As the Obama administration readies a package of new rules that would mandate increased fuel economy and greenhouse-gas emissions standards, a small group of niche sports-car makers including Porsche AG is lobbying the Environmental Protection Agency and Department of Transportation for a special exclusion from the tightening regulations, arguing that the new standards would hit the specialized car makers particularly hard.
In the documents submitted to the EPA and DoT, the German automaker argued that the rules "would perversely require Porsche to become the fuel efficiency leader in the United States."
Despite the fact that Porsche manufacturers some of the most efficient vehicles in its class, the new target could be extremely difficult for Porsche to achieve.
"It's not that we can't do it, but we'd lose competitiveness," said Bernd Harling, Porsche's U.S. spokesman.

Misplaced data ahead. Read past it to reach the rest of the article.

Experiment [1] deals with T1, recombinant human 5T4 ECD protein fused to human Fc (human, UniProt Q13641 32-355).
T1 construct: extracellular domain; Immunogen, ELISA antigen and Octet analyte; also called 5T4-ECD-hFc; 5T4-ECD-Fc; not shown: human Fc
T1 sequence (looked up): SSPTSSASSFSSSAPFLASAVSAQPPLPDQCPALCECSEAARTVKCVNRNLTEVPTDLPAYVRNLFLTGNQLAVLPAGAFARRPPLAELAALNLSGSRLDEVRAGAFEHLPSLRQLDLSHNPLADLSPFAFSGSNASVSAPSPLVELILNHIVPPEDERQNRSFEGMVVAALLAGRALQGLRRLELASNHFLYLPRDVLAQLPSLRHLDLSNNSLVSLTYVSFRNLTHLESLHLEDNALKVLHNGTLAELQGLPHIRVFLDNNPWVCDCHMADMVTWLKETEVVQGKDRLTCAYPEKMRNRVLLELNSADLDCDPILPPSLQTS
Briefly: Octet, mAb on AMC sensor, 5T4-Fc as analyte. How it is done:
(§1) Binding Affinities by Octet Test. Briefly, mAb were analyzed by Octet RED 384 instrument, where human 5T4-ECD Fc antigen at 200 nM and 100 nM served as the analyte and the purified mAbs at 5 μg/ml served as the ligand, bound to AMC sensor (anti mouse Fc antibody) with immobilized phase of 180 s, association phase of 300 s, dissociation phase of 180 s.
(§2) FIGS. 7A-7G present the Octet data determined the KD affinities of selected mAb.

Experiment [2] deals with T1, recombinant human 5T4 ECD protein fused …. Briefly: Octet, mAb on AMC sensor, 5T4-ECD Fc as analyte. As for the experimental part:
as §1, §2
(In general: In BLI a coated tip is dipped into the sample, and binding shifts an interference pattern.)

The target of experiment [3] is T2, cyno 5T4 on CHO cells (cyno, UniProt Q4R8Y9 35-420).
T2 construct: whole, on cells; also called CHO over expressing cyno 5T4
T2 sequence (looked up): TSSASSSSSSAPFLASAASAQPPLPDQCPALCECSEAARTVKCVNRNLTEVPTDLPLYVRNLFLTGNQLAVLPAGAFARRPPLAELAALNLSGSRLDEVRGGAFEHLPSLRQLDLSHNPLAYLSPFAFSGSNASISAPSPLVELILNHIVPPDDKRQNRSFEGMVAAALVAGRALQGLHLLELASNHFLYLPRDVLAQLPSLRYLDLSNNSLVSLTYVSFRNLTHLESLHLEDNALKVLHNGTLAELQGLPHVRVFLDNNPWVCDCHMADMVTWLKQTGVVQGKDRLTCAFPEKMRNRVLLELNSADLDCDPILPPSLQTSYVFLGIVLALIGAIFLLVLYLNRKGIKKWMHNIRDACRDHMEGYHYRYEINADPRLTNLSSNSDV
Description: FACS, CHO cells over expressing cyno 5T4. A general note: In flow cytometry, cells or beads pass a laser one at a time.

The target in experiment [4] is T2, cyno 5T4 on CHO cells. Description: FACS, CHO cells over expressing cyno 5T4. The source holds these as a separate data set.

The problem for Porsche and other low-volume sports-car makers like Ferrari and Lamborghini is that the Obama administration's plans for fleet-average economy of 35 mpg by 2016 is actually a range-average target that includes trucks.
By 2016 passenger car fuel economy must average 42 mpg, while light trucks must achieve 26.6 mpg.
Porsche does have one potential out that would allow them a little leeway. According to the Wall St. Journal, Volkswagen AG's planned takeover of Porsche "would allow the new company to offset its high-octane sports cars against Volkswagen's much broader fleet that includes smaller, more fuel-efficient models."
One might even infer that the pressure is now on Porsche to finalize its deal with Volkswagen soon. Otherwise, the tightening regulations and narrowing profit margins could bight into the value of Porsche stock, which might be good for VW, but not so good for Porsche.